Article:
In the blog military post announcing the delay, Google says that decision to phase out cookies over a “ three calendar month period ” in mid-2023 is “ subject to our engagement with the United Kingdom ’ s Competition and Markets Authority ( CMA ). ” In other words, it is pinning region of the delay on its want to work more closely with regulators to come up with new technologies to replace third-party cookies for use in advertising .
few will shed tears for Google, but it has found itself in a very unmanageable put as the sole company that dominates multiple industries : search, ads, and browsers. The more Google cuts off third-party trailing, the more it harms other advertise companies and potentially increases its own dominance in the ad outer space. The less Google cuts off tracking, the more likely it is to come under fire for not protecting exploiter privacy. And no matter what it does, it will come under heavy fire from regulators, privacy advocates, advertisers, publishers, and anybody else with any kind of interest in the web .
Finding a means to balance those conflicting incentives has proven difficult to say the least. One cause is that, as a steward of the open web, Google is attempting to develop its new privacy technologies out in the open via the usual process of creating vane standards. It has bundled several efforts under the rubric of a “ Privacy Sandbox, ” a catch-all term for a bunch of different new proposals for Chrome and the vane.
The most contentious of those proposals has been the “ Federated Learning of Cohorts ” engineering, or FLoC. It is a very complicated attack to create groups of demographically alike users in a semi-anonymous decentralize system that advertisers could use to target ads. however, not a single early browser seller has signaled that it is on board with using FLoC, and several have explicitly said they would block it. The best reply Google has actually gotten is this analysis from Mozilla that identifies some problems in a way that doesn ’ metric ton completely slam the doorway on future Firefox borrowing.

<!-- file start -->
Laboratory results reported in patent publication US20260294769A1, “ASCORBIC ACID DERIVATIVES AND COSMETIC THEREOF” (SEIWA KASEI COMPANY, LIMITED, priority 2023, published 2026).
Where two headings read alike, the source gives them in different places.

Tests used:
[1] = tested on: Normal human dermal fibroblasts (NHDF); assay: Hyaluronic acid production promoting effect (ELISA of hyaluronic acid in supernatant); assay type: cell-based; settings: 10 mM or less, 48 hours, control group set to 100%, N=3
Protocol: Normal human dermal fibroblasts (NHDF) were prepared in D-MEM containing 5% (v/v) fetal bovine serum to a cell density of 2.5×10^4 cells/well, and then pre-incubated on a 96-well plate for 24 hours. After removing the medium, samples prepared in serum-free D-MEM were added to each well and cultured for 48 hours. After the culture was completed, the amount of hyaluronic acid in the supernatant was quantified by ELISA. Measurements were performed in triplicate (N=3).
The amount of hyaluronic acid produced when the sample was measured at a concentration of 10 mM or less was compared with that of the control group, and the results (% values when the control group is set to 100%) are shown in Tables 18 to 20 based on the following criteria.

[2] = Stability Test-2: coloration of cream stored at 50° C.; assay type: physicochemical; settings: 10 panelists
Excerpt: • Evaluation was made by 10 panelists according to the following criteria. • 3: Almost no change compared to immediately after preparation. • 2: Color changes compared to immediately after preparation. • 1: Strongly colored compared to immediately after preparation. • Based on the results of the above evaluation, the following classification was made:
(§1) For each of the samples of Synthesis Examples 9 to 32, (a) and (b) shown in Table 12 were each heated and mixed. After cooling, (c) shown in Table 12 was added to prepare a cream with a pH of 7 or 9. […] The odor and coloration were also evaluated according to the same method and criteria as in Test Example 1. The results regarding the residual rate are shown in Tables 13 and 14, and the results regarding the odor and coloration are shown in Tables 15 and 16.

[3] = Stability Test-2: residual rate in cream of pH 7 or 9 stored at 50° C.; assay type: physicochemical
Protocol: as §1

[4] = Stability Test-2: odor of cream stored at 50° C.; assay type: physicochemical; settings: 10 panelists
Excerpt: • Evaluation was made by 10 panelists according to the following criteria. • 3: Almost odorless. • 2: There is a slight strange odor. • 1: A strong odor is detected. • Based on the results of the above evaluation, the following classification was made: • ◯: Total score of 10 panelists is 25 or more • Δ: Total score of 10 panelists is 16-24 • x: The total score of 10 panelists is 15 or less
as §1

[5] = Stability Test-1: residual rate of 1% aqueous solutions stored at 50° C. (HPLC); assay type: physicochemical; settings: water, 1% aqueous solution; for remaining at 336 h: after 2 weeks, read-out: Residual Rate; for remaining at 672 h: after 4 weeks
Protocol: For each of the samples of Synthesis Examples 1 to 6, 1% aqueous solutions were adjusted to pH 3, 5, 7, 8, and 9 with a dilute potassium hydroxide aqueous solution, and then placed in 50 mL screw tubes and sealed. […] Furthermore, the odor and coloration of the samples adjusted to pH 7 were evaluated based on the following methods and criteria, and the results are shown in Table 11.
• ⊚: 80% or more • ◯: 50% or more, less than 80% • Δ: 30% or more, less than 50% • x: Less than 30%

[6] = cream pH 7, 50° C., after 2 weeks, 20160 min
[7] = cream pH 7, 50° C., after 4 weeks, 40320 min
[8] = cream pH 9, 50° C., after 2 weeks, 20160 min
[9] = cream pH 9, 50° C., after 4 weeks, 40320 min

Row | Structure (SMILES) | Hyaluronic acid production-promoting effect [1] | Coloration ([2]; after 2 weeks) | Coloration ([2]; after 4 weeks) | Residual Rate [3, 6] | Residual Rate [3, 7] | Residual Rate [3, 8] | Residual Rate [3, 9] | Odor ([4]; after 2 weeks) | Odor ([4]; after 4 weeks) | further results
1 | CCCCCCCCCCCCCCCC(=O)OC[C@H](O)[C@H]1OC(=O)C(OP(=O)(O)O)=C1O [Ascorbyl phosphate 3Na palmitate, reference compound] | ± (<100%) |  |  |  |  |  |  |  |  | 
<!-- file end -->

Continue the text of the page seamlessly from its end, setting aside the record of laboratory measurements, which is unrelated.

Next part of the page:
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Google is pointing to a “ rigorous, multi-phased public development process, including across-the-board discussion and testing periods ” for FLoC and early proposals, a fairly obvious signal that it will end up changing or replacing FLoC. “ We plan to conclude this origin test in the total weeks and incorporate input signal, before advancing to far ecosystem testing, ” Google says.
The company is promising a “ more detail schedule ” will be posted on its Privacy Sandbox web site. But in the meanwhile, here ’ s its current schedule — complete with a note that this revised timeline will need to be approved by regulators :
After this public development process, and subject to our battle with the CMA, our plan for Chrome is to phase out back for third gear party cookies in two stages :
stagecoach 1 ( Starting late-2022 ) : once testing is accomplished and APIs are launched in Chrome, we will announce the start of stage 1. During stage 1, publishers and the ad industry will have clock time to migrate their services. We expect this stage to last for nine months, and we will monitor adoption and feedback carefully earlier moving to stage 2.
stage 2 ( Starting mid-2023 ) : Chrome will phase out support for third-party cookies over a three calendar month period finishing in late 2023 .